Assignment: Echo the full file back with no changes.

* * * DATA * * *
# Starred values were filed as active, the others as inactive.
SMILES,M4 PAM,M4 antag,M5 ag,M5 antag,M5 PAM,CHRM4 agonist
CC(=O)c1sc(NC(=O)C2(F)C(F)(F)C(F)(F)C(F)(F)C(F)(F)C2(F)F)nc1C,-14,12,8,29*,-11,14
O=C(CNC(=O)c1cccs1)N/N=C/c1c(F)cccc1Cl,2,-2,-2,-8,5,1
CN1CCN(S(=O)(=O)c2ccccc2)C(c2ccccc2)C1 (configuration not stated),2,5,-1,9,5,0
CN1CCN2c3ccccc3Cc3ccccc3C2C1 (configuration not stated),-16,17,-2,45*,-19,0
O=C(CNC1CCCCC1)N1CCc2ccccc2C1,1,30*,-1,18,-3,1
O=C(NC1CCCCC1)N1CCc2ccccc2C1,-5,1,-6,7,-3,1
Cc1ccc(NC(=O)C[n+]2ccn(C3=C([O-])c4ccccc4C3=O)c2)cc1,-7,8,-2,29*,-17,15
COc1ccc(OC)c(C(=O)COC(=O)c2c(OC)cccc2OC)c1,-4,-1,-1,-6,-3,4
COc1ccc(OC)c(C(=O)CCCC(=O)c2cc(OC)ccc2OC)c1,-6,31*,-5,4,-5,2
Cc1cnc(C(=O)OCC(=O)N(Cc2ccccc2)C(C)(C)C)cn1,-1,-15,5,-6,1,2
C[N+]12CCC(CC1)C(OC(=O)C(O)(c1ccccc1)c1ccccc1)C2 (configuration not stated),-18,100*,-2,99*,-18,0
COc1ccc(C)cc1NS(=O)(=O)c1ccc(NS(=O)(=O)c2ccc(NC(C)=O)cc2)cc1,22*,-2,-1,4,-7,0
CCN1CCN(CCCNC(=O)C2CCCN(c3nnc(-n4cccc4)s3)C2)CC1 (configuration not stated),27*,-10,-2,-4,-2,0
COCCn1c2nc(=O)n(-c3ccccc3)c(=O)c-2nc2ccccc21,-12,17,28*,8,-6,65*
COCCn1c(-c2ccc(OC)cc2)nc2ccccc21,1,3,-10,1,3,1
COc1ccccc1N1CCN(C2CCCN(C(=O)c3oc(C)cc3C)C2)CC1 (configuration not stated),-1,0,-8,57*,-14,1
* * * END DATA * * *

# Starred values were filed as active, the others as inactive.
SMILES,M4 PAM,M4 antag,M5 ag,M5 antag,M5 PAM,CHRM4 agonist
CC(=O)c1sc(NC(=O)C2(F)C(F)(F)C(F)(F)C(F)(F)C(F)(F)C2(F)F)nc1C,-14,12,8,29*,-11,14
O=C(CNC(=O)c1cccs1)N/N=C/c1c(F)cccc1Cl,2,-2,-2,-8,5,1
CN1CCN(S(=O)(=O)c2ccccc2)C(c2ccccc2)C1 (configuration not stated),2,5,-1,9,5,0
CN1CCN2c3ccccc3Cc3ccccc3C2C1 (configuration not stated),-16,17,-2,45*,-19,0
O=C(CNC1CCCCC1)N1CCc2ccccc2C1,1,30*,-1,18,-3,1
O=C(NC1CCCCC1)N1CCc2ccccc2C1,-5,1,-6,7,-3,1
Cc1ccc(NC(=O)C[n+]2ccn(C3=C([O-])c4ccccc4C3=O)c2)cc1,-7,8,-2,29*,-17,15
COc1ccc(OC)c(C(=O)COC(=O)c2c(OC)cccc2OC)c1,-4,-1,-1,-6,-3,4
COc1ccc(OC)c(C(=O)CCCC(=O)c2cc(OC)ccc2OC)c1,-6,31*,-5,4,-5,2
Cc1cnc(C(=O)OCC(=O)N(Cc2ccccc2)C(C)(C)C)cn1,-1,-15,5,-6,1,2
C[N+]12CCC(CC1)C(OC(=O)C(O)(c1ccccc1)c1ccccc1)C2 (configuration not stated),-18,100*,-2,99*,-18,0
COc1ccc(C)cc1NS(=O)(=O)c1ccc(NS(=O)(=O)c2ccc(NC(C)=O)cc2)cc1,22*,-2,-1,4,-7,0
CCN1CCN(CCCNC(=O)C2CCCN(c3nnc(-n4cccc4)s3)C2)CC1 (configuration not stated),27*,-10,-2,-4,-2,0
COCCn1c2nc(=O)n(-c3ccccc3)c(=O)c-2nc2ccccc21,-12,17,28*,8,-6,65*
COCCn1c(-c2ccc(OC)cc2)nc2ccccc21,1,3,-10,1,3,1
COc1ccccc1N1CCN(C2CCCN(C(=O)c3oc(C)cc3C)C2)CC1 (configuration not stated),-1,0,-8,57*,-14,1